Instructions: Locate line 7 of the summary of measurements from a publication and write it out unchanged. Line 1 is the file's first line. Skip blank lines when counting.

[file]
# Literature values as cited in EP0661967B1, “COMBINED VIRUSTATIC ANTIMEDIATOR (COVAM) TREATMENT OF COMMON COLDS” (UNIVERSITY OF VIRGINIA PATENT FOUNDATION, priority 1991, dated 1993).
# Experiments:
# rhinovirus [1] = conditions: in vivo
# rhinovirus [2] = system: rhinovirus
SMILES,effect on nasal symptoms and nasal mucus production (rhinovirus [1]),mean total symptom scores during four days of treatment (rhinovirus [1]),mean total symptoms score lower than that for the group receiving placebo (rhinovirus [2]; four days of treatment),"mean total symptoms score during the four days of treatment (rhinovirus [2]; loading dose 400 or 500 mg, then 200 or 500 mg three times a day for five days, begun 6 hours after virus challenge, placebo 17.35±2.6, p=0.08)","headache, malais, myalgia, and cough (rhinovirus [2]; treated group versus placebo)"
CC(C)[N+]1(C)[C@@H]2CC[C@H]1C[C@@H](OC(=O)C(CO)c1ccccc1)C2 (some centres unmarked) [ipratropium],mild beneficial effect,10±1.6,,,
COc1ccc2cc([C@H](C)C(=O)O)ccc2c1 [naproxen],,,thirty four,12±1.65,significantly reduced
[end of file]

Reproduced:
COc1ccc2cc([C@H](C)C(=O)O)ccc2c1 [naproxen],,,thirty four,12±1.65,significantly reduced